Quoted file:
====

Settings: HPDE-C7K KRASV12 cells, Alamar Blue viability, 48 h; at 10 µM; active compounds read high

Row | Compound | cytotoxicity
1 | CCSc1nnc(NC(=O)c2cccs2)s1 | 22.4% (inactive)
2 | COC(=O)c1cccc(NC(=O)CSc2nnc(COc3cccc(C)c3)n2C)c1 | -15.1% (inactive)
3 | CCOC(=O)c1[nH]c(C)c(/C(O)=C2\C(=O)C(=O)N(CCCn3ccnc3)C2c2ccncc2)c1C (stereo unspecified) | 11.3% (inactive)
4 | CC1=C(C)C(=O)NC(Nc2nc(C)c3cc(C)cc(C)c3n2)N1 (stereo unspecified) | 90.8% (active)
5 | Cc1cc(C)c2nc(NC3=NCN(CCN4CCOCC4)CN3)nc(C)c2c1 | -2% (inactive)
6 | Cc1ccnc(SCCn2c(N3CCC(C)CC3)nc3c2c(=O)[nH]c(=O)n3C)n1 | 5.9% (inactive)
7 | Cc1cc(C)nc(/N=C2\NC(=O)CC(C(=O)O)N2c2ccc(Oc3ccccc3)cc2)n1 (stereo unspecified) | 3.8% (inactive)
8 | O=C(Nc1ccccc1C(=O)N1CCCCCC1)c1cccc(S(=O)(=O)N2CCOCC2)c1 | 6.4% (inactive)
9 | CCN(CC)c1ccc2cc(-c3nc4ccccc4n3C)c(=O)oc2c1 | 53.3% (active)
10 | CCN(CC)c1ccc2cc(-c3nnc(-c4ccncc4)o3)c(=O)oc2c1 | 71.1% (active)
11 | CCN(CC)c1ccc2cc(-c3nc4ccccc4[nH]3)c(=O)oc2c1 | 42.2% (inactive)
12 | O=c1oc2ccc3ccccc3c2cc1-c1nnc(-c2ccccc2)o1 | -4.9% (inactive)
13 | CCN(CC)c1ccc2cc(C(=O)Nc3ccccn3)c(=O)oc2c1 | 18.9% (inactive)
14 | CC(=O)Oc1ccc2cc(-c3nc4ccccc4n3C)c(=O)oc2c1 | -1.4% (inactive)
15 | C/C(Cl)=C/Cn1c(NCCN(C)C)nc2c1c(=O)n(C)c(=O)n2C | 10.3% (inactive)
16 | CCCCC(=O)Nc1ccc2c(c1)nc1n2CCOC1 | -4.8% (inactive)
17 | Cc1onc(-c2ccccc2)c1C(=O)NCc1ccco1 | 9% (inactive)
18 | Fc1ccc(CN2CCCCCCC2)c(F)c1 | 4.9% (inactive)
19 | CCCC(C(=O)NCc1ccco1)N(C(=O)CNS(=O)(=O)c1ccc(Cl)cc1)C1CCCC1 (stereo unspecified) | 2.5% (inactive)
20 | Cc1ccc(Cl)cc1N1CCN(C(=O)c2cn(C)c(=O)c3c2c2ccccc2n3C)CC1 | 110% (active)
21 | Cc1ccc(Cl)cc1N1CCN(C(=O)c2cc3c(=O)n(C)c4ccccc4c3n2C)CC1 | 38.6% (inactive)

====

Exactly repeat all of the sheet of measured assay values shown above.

Settings: HPDE-C7K KRASV12 cells, Alamar Blue viability, 48 h; at 10 µM; active compounds read high

Row | Compound | cytotoxicity
1 | CCSc1nnc(NC(=O)c2cccs2)s1 | 22.4% (inactive)
2 | COC(=O)c1cccc(NC(=O)CSc2nnc(COc3cccc(C)c3)n2C)c1 | -15.1% (inactive)
3 | CCOC(=O)c1[nH]c(C)c(/C(O)=C2\C(=O)C(=O)N(CCCn3ccnc3)C2c2ccncc2)c1C (stereo unspecified) | 11.3% (inactive)
4 | CC1=C(C)C(=O)NC(Nc2nc(C)c3cc(C)cc(C)c3n2)N1 (stereo unspecified) | 90.8% (active)
5 | Cc1cc(C)c2nc(NC3=NCN(CCN4CCOCC4)CN3)nc(C)c2c1 | -2% (inactive)
6 | Cc1ccnc(SCCn2c(N3CCC(C)CC3)nc3c2c(=O)[nH]c(=O)n3C)n1 | 5.9% (inactive)
7 | Cc1cc(C)nc(/N=C2\NC(=O)CC(C(=O)O)N2c2ccc(Oc3ccccc3)cc2)n1 (stereo unspecified) | 3.8% (inactive)
8 | O=C(Nc1ccccc1C(=O)N1CCCCCC1)c1cccc(S(=O)(=O)N2CCOCC2)c1 | 6.4% (inactive)
9 | CCN(CC)c1ccc2cc(-c3nc4ccccc4n3C)c(=O)oc2c1 | 53.3% (active)
10 | CCN(CC)c1ccc2cc(-c3nnc(-c4ccncc4)o3)c(=O)oc2c1 | 71.1% (active)
11 | CCN(CC)c1ccc2cc(-c3nc4ccccc4[nH]3)c(=O)oc2c1 | 42.2% (inactive)
12 | O=c1oc2ccc3ccccc3c2cc1-c1nnc(-c2ccccc2)o1 | -4.9% (inactive)
13 | CCN(CC)c1ccc2cc(C(=O)Nc3ccccn3)c(=O)oc2c1 | 18.9% (inactive)
14 | CC(=O)Oc1ccc2cc(-c3nc4ccccc4n3C)c(=O)oc2c1 | -1.4% (inactive)
15 | C/C(Cl)=C/Cn1c(NCCN(C)C)nc2c1c(=O)n(C)c(=O)n2C | 10.3% (inactive)
16 | CCCCC(=O)Nc1ccc2c(c1)nc1n2CCOC1 | -4.8% (inactive)
17 | Cc1onc(-c2ccccc2)c1C(=O)NCc1ccco1 | 9% (inactive)
18 | Fc1ccc(CN2CCCCCCC2)c(F)c1 | 4.9% (inactive)
19 | CCCC(C(=O)NCc1ccco1)N(C(=O)CNS(=O)(=O)c1ccc(Cl)cc1)C1CCCC1 (stereo unspecified) | 2.5% (inactive)
20 | Cc1ccc(Cl)cc1N1CCN(C(=O)c2cn(C)c(=O)c3c2c2ccccc2n3C)CC1 | 110% (active)
21 | Cc1ccc(Cl)cc1N1CCN(C(=O)c2cc3c(=O)n(C)c4ccccc4c3n2C)CC1 | 38.6% (inactive)